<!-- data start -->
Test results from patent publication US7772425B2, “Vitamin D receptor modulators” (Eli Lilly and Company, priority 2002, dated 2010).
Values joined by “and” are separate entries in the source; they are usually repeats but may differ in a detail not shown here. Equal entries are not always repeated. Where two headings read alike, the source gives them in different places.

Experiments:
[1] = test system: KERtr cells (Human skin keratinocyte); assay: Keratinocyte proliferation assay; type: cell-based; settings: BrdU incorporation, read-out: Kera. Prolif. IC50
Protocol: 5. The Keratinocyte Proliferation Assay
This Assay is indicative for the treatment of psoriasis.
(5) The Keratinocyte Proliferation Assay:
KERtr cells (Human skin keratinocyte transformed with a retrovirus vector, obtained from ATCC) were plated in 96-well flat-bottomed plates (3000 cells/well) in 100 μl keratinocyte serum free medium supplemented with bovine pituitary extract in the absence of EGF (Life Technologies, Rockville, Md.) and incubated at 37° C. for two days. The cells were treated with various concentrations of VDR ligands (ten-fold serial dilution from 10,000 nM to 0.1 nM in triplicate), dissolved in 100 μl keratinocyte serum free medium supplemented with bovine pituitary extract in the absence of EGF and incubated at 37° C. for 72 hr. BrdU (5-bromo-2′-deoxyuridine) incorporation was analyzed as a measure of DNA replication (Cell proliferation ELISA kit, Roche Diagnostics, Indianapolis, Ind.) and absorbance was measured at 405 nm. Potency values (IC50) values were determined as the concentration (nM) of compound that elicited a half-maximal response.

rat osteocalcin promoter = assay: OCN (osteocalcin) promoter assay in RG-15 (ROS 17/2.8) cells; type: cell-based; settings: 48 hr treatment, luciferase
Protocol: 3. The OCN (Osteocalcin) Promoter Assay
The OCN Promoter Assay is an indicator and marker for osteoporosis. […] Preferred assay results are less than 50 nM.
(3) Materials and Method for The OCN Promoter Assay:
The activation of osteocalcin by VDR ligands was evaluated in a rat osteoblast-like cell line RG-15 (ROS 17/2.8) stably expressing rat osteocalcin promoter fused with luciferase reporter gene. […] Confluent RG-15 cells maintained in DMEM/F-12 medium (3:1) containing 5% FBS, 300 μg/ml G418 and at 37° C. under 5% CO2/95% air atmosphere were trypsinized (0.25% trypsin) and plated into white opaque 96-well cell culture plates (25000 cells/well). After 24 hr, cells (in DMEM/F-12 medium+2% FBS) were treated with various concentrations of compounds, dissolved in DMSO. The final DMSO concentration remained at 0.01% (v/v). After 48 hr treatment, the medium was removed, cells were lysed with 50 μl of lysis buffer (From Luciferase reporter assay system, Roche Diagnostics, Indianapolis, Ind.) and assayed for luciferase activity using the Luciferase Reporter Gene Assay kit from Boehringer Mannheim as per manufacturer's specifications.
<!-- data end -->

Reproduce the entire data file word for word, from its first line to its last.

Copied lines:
Test results from patent publication US7772425B2, “Vitamin D receptor modulators” (Eli Lilly and Company, priority 2002, dated 2010).
Values joined by “and” are separate entries in the source; they are usually repeats but may differ in a detail not shown here. Equal entries are not always repeated. Where two headings read alike, the source gives them in different places.

Experiments:
[1] = test system: KERtr cells (Human skin keratinocyte); assay: Keratinocyte proliferation assay; type: cell-based; settings: BrdU incorporation, read-out: Kera. Prolif. IC50
Protocol: 5. The Keratinocyte Proliferation Assay
This Assay is indicative for the treatment of psoriasis.
(5) The Keratinocyte Proliferation Assay:
KERtr cells (Human skin keratinocyte transformed with a retrovirus vector, obtained from ATCC) were plated in 96-well flat-bottomed plates (3000 cells/well) in 100 μl keratinocyte serum free medium supplemented with bovine pituitary extract in the absence of EGF (Life Technologies, Rockville, Md.) and incubated at 37° C. for two days. The cells were treated with various concentrations of VDR ligands (ten-fold serial dilution from 10,000 nM to 0.1 nM in triplicate), dissolved in 100 μl keratinocyte serum free medium supplemented with bovine pituitary extract in the absence of EGF and incubated at 37° C. for 72 hr. BrdU (5-bromo-2′-deoxyuridine) incorporation was analyzed as a measure of DNA replication (Cell proliferation ELISA kit, Roche Diagnostics, Indianapolis, Ind.) and absorbance was measured at 405 nm. Potency values (IC50) values were determined as the concentration (nM) of compound that elicited a half-maximal response.

rat osteocalcin promoter = assay: OCN (osteocalcin) promoter assay in RG-15 (ROS 17/2.8) cells; type: cell-based; settings: 48 hr treatment, luciferase
Protocol: 3. The OCN (Osteocalcin) Promoter Assay
The OCN Promoter Assay is an indicator and marker for osteoporosis. […] Preferred assay results are less than 50 nM.
(3) Materials and Method for The OCN Promoter Assay:
The activation of osteocalcin by VDR ligands was evaluated in a rat osteoblast-like cell line RG-15 (ROS 17/2.8) stably expressing rat osteocalcin promoter fused with luciferase reporter gene. […] Confluent RG-15 cells maintained in DMEM/F-12 medium (3:1) containing 5% FBS, 300 μg/ml G418 and at 37° C. under 5% CO2/95% air atmosphere were trypsinized (0.25% trypsin) and plated into white opaque 96-well cell culture plates (25000 cells/well). After 24 hr, cells (in DMEM/F-12 medium+2% FBS) were treated with various concentrations of compounds, dissolved in DMSO. The final DMSO concentration remained at 0.01% (v/v). After 48 hr treatment, the medium was removed, cells were lysed with 50 μl of lysis buffer (From Luciferase reporter assay system, Roche Diagnostics, Indianapolis, Ind.) and assayed for luciferase activity using the Luciferase Reporter Gene Assay kit from Boehringer Mannheim as per manufacturer's specifications.